May have to start looking at this option a little closer!

    Thank you for the ideas.

  • erikawinterton
    erikawinterton Posts: 98 ✭✭✭

    @seasparrow32 Ah mushrooms. Definitely off topic, lol. Maybe I need to post the bulk of this elsewhere... So, when I originally was learning about muschoom cultivation, the bag inoculation method was all I knew. The production, volume, minimal space, and investment was ideal. I actually joined the TNG certification program to learn more about the detailed process and was slightly disappointed with the log innoculation method. This was in part to my own expectations being completely off and in part due to low production, slow turn around, and expense (of hardwood logs) for startup with the log innoculation method.

    Since I keep going deeper, and it is off topic I decided to do another post. I can tag you in another post I'll make on muschoom grows for profit. The method I use.

  • erikawinterton
    erikawinterton Posts: 98 ✭✭✭

    There Are definitely ingenious ways of getting natural light inside an earthen home. This was one of my first objections, but I have toured several my husband helped to build and I do not feel they are at all sunlight deprived at all.

    Some use reflactor or felextive sky lights and others are designed with open faces towards the suns path in the sky.

    Several had an entire side of the house in glass. They truly can be beautiful designed.

    So have your cake and eat it too. ;-)

  • smik123
    smik123 Posts: 60 ✭✭✭

    My husband has wanted to do this for years and I am on board because in Alabama we could save a lot of energy in the summer. Years ago after hurricanes he noticed the price of concrete seemed to go through the roof and since then it is more of a dream than a reality. My main thing is I wanted a hobbit door for the front door. 😄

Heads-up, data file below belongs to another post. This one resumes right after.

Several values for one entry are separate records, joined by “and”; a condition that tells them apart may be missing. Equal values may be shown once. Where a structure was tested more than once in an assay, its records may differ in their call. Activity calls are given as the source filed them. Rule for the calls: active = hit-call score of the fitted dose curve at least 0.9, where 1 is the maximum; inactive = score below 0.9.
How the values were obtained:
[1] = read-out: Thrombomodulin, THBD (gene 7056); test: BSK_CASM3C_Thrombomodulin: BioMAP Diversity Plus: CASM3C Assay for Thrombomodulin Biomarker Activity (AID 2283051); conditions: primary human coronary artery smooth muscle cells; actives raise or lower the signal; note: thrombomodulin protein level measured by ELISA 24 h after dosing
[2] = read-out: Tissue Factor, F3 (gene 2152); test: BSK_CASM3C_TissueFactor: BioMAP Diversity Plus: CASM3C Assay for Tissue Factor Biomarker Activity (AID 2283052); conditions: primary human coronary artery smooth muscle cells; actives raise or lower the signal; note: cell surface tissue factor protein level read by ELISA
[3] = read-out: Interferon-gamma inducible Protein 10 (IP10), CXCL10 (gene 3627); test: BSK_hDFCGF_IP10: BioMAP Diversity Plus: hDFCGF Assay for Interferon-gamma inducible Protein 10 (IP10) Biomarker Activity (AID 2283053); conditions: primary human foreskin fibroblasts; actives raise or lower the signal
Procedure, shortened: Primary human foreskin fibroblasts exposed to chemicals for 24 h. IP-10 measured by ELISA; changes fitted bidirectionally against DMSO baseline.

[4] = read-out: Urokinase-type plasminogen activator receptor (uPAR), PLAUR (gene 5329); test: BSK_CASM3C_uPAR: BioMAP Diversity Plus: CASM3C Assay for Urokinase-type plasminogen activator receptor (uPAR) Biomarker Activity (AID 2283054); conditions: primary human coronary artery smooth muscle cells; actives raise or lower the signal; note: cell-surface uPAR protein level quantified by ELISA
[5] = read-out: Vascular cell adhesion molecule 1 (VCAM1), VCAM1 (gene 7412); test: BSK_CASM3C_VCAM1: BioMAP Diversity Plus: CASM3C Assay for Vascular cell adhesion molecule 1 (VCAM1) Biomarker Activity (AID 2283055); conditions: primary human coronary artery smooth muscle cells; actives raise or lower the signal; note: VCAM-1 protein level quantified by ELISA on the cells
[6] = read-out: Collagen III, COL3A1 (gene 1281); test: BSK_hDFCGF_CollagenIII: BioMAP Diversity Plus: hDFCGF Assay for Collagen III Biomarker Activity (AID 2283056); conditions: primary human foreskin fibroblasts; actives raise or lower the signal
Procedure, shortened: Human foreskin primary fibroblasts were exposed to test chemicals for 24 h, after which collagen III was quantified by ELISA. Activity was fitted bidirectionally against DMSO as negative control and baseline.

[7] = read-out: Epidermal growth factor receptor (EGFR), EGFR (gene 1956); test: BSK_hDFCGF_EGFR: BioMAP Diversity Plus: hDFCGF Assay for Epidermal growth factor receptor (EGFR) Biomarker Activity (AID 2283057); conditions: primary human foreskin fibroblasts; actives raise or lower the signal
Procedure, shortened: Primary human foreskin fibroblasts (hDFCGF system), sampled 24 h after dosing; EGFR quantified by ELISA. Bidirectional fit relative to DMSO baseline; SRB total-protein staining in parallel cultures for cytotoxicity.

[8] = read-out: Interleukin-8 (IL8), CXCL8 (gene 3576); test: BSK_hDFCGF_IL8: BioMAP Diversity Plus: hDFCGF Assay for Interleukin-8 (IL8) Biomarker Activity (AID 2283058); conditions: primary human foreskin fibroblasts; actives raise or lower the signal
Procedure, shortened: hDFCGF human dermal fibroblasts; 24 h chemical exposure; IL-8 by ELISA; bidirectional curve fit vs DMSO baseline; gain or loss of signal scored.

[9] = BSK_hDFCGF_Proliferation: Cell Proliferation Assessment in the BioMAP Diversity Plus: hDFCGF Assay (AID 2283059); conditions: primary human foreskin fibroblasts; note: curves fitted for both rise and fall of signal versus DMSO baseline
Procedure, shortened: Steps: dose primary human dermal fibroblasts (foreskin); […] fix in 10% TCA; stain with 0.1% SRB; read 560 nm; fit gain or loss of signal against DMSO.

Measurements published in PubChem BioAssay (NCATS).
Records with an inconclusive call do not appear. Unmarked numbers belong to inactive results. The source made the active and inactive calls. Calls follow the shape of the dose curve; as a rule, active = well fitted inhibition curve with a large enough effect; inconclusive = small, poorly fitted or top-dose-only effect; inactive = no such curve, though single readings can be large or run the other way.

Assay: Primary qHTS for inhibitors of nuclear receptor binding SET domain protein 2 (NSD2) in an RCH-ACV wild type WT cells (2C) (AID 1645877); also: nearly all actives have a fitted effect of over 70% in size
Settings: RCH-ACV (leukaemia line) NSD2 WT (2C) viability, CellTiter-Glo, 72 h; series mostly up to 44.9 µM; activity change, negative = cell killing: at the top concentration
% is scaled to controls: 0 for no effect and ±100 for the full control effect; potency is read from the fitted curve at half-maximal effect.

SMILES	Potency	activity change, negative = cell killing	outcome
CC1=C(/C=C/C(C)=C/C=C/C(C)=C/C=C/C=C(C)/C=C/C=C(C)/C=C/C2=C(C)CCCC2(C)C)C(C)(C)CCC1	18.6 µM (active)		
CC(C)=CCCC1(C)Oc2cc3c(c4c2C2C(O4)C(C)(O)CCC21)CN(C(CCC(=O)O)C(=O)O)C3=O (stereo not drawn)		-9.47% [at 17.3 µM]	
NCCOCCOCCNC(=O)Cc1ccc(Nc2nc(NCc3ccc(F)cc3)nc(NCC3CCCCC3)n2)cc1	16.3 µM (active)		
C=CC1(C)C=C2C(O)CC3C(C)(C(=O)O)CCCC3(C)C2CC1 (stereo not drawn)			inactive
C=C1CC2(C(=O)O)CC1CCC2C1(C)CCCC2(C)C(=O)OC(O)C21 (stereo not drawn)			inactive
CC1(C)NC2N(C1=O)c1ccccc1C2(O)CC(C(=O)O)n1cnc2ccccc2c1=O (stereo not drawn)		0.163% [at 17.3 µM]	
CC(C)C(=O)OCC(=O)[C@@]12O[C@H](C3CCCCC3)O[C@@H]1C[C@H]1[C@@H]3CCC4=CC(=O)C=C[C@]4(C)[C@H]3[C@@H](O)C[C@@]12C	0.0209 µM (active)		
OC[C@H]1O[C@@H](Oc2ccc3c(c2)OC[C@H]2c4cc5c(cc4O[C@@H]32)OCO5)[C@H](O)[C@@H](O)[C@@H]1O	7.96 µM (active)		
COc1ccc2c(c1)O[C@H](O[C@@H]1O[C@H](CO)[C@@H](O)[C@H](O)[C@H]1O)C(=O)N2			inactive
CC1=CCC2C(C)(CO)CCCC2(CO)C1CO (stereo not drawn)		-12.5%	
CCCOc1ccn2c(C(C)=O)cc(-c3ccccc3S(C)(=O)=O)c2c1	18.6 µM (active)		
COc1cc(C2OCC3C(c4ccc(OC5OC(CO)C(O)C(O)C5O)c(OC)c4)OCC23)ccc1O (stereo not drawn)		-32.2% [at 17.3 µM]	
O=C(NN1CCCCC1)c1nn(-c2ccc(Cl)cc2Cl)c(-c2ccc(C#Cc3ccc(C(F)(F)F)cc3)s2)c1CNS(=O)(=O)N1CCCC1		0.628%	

• John
    John Posts: 163 ✭✭✭

    Wonderful! Would like to know if anyone has utilized shipping containers to store items on a permanent or seasonal basis. Have been kicking around the idea that they could be covered and or built into an area on a property. Loved this information on homes. :)

  • dipat2005
    dipat2005 Posts: 1,277 ✭✭✭✭

    I was very intrigued when my mother mentioned that my great grandmother lived in a sod house with a dirt floor. I have done some reading and now know that some people used rugs on the dirt floors. They had a chimney for the stove. Our ancestors were very clever in the way they built houses. I like the idea of living underground but like most of you I do need sunshine!

  • Bryce Langebartels
    Bryce Langebartels Posts: 47 ✭✭✭

    I'm with many of you on loving the idea but also loving light. However, it's hard to argue against the insulating benefits of the underground. My basement is always the same temperature no matter the season. I'm really intrigued about the in ground greenhouses @judsoncarroll4 mentioned.

  • erikawinterton
    erikawinterton Posts: 98 ✭✭✭

    I have in laws who use old shipping containers for a variety of things including storage. I also met a couple out near me that have entirly built them home off grid using shipping containers. They cut into them and retrofitted it to actually be a home shape, instead of just a single container. Much is to be said about their versatility, and ability to burried and built into the side of hills.